(h) The authorized officer may in his discretion, issue short term right-of-way permits for periods not exceeding three years, subject to one-year extensions in his discretion. Such permits shall specify the volume of timber which may be carried over the right-of-way and the area from which such timber may be logged. The permits shall be revocable by the authorized officer, the State Director, or the Secretary for violation of their terms and conditions or of these regulations or if hazardous conditions result from the construction, maintenance or use of the rights-of-way by the permittees or those acting under their authority. As a condition for the granting of such permits, the applicant must comply with §§ 2812.3-1 and 2812.3-3 of this subpart to the extent that rights-of-way and road use rights are needed to remove government timber offered for sale in the same general area during the period for which the short term right-of-way is granted.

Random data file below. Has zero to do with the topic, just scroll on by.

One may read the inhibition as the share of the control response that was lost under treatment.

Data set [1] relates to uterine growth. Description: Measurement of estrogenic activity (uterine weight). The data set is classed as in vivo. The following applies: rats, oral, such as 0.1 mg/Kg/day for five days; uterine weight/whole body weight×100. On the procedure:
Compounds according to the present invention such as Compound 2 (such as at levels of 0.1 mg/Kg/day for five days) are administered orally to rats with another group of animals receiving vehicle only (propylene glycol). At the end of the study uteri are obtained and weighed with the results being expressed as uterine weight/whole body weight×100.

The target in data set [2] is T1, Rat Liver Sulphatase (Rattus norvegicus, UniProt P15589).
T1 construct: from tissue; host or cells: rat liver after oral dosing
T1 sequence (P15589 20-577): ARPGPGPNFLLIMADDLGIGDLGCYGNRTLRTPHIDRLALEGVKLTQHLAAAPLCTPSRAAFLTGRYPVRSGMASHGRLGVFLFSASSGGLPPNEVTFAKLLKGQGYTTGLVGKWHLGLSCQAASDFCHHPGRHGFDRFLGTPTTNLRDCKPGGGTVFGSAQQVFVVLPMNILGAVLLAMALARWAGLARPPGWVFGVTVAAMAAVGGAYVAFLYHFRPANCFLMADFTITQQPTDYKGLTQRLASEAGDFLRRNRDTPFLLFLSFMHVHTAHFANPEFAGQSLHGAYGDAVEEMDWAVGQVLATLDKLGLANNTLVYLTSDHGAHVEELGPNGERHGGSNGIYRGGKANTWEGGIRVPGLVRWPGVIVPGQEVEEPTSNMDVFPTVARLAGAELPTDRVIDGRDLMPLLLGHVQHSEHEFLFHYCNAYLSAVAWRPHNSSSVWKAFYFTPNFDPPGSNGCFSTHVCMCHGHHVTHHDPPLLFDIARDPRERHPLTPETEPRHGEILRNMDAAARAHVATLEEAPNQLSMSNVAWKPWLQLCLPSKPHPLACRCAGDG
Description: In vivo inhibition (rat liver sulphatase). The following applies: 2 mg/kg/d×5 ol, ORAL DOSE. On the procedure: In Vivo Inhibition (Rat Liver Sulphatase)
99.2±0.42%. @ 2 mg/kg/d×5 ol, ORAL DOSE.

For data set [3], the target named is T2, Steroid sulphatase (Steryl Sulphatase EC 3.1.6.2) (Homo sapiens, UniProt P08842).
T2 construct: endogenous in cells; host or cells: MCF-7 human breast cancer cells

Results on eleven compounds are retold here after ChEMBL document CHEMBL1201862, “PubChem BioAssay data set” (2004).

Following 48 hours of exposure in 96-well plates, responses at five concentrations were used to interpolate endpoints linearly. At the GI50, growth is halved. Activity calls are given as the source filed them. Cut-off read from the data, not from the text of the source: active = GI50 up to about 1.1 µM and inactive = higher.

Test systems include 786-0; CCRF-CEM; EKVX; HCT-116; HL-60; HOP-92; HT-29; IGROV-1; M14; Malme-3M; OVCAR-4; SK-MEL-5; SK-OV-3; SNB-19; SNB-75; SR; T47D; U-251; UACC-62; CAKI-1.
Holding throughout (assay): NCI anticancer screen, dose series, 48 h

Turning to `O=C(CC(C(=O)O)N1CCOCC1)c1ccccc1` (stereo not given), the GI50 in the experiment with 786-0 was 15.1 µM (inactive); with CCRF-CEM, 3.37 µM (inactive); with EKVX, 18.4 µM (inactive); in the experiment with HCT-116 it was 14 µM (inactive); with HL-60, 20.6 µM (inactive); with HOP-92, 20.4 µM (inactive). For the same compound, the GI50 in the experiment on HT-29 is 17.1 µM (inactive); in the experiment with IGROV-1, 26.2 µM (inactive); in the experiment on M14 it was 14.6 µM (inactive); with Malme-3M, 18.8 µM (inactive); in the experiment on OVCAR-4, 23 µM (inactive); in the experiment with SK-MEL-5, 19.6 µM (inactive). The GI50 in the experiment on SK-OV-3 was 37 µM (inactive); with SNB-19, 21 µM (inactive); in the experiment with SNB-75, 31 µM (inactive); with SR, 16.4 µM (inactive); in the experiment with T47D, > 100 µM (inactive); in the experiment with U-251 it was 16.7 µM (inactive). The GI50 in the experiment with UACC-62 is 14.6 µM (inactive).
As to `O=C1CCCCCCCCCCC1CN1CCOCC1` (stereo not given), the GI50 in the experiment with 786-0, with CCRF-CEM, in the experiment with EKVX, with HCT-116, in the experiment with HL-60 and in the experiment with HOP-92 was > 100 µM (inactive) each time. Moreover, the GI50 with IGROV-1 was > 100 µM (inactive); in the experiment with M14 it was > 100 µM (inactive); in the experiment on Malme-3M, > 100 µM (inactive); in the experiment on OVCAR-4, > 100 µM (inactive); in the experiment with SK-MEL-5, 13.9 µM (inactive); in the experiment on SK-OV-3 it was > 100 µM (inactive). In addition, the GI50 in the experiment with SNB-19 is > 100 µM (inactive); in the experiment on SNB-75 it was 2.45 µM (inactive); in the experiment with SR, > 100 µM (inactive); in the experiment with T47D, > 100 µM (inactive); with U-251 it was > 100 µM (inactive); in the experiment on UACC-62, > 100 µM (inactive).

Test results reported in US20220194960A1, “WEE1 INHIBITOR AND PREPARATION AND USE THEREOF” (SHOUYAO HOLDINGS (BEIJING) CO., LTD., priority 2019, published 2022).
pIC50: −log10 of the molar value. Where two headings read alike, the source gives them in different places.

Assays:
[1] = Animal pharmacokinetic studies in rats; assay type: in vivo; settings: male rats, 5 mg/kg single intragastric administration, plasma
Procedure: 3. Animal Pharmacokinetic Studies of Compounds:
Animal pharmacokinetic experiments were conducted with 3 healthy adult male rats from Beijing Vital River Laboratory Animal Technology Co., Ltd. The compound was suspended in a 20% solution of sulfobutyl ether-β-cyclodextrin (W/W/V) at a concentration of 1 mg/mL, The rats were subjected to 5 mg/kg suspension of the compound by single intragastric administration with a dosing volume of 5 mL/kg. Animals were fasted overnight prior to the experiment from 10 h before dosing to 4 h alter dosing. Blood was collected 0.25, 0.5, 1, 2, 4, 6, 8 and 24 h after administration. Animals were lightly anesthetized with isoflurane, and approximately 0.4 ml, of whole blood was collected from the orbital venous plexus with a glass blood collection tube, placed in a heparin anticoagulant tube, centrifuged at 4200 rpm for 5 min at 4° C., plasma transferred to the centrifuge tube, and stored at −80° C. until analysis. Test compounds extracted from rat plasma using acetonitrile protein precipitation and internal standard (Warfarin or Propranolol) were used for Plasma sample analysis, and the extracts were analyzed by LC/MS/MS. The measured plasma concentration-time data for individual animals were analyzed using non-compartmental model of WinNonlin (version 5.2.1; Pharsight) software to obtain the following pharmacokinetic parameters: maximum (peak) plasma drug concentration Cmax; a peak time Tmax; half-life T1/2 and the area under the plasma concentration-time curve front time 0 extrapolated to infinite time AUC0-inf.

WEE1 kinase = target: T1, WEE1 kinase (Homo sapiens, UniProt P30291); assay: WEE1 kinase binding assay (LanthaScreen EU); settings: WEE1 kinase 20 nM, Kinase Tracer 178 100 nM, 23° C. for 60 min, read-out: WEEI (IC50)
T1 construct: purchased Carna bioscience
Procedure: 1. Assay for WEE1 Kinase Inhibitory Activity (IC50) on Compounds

(i) The authorized officer may, in his discretion, issue to private operators rights-of-way across O. and C. lands, needed for the conduct of salvage operations, for a period not to exceed five years. A salvage operation as used in this paragraph means the removal of trees injured or killed by windstorms, insect infestation, disease, or fire, together with any adjacent green timber needed to make an economic logging show. As a condition of the granting of such rights-of-way, the operator will be required, when the authorized officer deems it necessary, to grant to the United States and its licensees for the conduct of salvage operations on O. and C. lands for a period not to exceed five years, rights-of-way across lands controlled directly or indirectly by him and to grant the right to use to the extent indicated in §§ 2812.3-5 and 2812.3-6 any portions of the road system controlled directly or indirectly by the private operator which is adequate or can economically be made adequate to accommodate the requirements of both the operator and of the United States and its licensees.[35 FR 9637, June 13, 1970, as amended at 41 FR 21642, May 27, 1976]